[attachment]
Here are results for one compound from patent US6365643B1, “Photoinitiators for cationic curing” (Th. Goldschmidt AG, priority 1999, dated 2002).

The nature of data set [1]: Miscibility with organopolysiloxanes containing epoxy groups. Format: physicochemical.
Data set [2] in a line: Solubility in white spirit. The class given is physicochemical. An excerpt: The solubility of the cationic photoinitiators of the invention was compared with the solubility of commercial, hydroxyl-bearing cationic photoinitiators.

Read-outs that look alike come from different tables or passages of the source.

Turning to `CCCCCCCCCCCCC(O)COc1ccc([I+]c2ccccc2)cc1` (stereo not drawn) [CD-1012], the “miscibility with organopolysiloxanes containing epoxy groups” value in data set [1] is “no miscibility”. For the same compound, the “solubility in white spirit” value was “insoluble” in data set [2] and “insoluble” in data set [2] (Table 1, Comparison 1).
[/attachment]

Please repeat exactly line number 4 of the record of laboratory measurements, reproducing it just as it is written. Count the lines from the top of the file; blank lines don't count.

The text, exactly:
Read-outs that look alike come from different tables or passages of the source.